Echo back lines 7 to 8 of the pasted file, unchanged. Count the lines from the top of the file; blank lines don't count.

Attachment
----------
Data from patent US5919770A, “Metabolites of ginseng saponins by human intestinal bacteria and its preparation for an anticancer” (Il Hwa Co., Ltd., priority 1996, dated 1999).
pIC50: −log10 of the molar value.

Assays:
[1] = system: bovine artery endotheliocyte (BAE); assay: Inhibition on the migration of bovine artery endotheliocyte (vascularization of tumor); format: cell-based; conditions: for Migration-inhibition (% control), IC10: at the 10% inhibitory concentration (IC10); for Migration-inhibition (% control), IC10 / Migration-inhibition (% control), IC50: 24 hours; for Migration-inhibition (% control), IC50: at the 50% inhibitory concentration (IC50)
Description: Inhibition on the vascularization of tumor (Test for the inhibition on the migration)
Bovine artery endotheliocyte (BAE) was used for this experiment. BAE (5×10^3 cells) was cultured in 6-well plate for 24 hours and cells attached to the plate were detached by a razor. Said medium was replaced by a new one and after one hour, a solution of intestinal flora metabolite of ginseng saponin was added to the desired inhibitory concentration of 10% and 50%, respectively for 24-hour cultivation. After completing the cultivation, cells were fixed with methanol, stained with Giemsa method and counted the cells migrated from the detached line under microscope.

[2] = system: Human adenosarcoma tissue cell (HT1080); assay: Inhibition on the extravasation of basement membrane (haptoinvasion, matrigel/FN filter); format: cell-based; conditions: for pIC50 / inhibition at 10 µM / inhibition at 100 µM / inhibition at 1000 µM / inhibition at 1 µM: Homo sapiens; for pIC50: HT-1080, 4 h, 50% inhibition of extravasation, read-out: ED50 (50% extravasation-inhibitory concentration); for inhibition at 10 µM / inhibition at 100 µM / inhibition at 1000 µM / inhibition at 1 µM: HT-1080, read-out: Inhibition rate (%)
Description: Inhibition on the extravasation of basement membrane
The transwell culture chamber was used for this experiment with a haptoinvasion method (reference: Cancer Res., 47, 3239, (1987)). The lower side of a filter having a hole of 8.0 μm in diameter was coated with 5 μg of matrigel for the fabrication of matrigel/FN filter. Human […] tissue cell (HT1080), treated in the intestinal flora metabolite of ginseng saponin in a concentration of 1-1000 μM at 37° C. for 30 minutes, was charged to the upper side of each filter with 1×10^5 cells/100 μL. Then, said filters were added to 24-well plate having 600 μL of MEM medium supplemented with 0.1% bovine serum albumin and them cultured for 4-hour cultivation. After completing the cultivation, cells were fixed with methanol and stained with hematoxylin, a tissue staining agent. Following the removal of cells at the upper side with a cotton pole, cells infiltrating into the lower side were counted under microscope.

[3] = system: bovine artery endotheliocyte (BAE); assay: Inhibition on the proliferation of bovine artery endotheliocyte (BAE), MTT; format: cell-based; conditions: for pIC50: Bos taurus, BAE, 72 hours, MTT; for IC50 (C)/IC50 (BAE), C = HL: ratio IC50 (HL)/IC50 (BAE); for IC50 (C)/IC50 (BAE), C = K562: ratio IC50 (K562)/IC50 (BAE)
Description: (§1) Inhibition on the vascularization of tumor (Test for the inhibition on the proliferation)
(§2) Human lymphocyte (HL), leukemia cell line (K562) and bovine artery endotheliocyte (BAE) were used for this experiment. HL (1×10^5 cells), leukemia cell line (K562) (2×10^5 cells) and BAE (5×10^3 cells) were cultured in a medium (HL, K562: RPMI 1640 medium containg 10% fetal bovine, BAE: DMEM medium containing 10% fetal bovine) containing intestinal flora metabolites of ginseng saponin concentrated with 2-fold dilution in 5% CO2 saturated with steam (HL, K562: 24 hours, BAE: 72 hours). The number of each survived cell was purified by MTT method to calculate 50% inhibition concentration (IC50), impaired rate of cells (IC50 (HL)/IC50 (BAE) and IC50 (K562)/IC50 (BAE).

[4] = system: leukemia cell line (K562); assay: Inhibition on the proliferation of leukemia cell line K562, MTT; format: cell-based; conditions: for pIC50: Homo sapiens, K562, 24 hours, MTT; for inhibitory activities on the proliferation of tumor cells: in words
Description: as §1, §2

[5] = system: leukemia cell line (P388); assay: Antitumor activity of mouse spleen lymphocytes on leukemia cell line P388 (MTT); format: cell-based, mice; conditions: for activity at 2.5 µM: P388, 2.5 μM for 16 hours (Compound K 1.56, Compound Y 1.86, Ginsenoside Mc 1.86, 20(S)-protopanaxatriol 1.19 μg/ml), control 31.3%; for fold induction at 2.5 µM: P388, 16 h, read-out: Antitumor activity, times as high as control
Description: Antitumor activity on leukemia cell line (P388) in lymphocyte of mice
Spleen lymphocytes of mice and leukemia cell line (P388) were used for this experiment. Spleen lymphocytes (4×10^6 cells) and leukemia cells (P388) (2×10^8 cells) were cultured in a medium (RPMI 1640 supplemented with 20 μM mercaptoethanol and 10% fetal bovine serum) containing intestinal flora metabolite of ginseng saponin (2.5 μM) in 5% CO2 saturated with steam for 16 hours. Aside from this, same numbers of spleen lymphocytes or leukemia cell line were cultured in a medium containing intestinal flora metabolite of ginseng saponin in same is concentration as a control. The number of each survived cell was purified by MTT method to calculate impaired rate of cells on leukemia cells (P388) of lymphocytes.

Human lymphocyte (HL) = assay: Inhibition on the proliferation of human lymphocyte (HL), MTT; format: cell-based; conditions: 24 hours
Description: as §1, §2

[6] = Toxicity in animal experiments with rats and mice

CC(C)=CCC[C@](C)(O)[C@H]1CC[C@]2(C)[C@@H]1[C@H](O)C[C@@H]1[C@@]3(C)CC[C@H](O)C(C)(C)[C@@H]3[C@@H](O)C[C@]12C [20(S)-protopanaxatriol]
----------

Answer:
[2] = system: Human adenosarcoma tissue cell (HT1080); assay: Inhibition on the extravasation of basement membrane (haptoinvasion, matrigel/FN filter); format: cell-based; conditions: for pIC50 / inhibition at 10 µM / inhibition at 100 µM / inhibition at 1000 µM / inhibition at 1 µM: Homo sapiens; for pIC50: HT-1080, 4 h, 50% inhibition of extravasation, read-out: ED50 (50% extravasation-inhibitory concentration); for inhibition at 10 µM / inhibition at 100 µM / inhibition at 1000 µM / inhibition at 1 µM: HT-1080, read-out: Inhibition rate (%)
Description: Inhibition on the extravasation of basement membrane